As humans, we are creatures of habit. But we must understand that habits are highly poisonous. Did he just say poisonous?” Hold on, relax. I know what you’re probably thinking, “what about my morning routine?” “Or going to church with my family on Sunday’s? Are those habits poisonous too?” Let me explain before you exit this window. When I say, “Habits are poisonous” what I mean is that habits make us comfortable.

I am not saying that you should stop brushing your teeth every morning or quit the job you have been working at for 2 years now. That would be silly. What I want people to do is to ask themselves one question. “What’s next?” This habit will allow you to make changes in your routine life and achieve the goals you have, faster. In order to do this, it’s best to set up short and long term goals. Once you reach them you ask, “What’s next?” You can see how this forces you to make a choice on what to do, your next move has to differ from what you did to get there because your past moves have already been made and you can’t repeat them.

The same principle can be applied to working out. If a person is doing the same series of exercises month after month, there is no new challenge and with no new challenge comes no new results.

Never settle for “Just good enough.”

These habits that we form are the same as settling at just being “Good enough” and most of the time we even get praise for it. We have a job to be our worst critics because we are the only ones who know what we are capable of and only we know when we can do more.

As a student I have always done well in school, networked my way into jobs/internships and even secured a full time offer before graduation. I did this by always asking myself “What’s next”. I can’t tell you the amount of praise I get for my “Successful endeavors” from family and friends but I simply look at those accomplishments as things I “was supposed to do”. Isn’t that the point of college essentially, to secure a job afterwards?  I hadn’t done anything extraordinary and I knew that I could do more!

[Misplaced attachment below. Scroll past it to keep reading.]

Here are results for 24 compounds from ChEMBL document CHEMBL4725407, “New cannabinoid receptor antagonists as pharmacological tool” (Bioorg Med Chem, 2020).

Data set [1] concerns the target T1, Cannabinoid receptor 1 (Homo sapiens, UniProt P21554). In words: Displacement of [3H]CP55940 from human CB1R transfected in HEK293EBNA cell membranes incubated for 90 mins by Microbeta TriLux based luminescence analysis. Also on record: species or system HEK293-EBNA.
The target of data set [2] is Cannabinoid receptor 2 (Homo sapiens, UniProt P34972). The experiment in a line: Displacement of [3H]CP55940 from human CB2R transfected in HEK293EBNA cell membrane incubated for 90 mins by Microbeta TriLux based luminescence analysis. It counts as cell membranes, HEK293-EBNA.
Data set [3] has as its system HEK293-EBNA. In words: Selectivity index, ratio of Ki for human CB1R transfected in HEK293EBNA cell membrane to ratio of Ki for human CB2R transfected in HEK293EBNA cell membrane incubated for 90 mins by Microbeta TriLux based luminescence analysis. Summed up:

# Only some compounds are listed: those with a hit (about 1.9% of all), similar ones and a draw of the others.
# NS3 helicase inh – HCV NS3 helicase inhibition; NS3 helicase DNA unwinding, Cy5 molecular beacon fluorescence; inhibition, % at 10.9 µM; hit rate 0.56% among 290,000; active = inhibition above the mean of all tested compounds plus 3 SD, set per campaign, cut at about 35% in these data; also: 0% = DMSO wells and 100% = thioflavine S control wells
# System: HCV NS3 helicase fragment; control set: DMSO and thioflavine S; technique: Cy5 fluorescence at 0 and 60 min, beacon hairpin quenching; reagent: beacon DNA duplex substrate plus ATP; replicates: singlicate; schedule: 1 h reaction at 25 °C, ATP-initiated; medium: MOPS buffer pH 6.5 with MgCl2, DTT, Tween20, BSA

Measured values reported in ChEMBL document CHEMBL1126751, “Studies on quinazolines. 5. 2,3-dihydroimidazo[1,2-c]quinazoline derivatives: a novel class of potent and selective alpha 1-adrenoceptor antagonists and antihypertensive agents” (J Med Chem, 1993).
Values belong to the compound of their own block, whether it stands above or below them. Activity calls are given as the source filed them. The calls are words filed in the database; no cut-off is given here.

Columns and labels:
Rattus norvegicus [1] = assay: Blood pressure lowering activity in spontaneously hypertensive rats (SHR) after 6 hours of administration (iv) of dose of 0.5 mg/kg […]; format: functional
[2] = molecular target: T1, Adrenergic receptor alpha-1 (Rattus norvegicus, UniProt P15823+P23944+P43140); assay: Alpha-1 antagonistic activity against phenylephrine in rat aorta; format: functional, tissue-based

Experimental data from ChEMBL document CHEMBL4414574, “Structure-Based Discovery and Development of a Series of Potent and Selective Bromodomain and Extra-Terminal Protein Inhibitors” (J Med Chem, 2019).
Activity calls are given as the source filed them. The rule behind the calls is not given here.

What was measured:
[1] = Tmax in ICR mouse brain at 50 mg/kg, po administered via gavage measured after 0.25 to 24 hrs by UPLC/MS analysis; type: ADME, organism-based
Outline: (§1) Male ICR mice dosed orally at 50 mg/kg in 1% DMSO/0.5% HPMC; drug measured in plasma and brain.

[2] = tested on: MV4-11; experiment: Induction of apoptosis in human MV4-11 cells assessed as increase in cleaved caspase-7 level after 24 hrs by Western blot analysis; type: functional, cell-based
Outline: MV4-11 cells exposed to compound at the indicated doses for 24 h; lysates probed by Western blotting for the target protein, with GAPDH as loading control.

We have another responsibility of not letting the comments of others inflate our egos in such a way that we get comfortable and feel as though we have accomplished enough to cease the challenging of ourselves. Knowing that there is always room for improvement and new ways to challenge yourself is the key at never settling, this is why asking the question of “What’s next” is so vital.

The stepping stone concept

I have a picture that I like to paint for people when I illustrate this concept verbally and this it’s called “The stepping stone concept”. Hopefully this will make it clear for anyone who is in question on how to follow this methodology.

Picture a series of stepping stones; these stones are close enough to where you can walk from one to the other without much difficulty. The stones start off being rather large in size but as you progress and each task gets more difficult, the stones become smaller and smaller, requiring more strategy and planning for how exactly you will make your next move. You carefully travel from one stone to the next but you can never go backwards because as you leap from one to the other, the previous stone disappears. Now this leaves you with one option, to move forward and keep going on to the next goal or challenge. This way you keep growing, you get exposed to new things and people, you evolve as a person and this, my friends is how you accentuate your life. It is when people stay on a stone that they have found comfort on or when they feel as though they have crossed many stones and have no need to continue jumping that they feel this comfort; consequently becoming stagnant in every aspect of your life.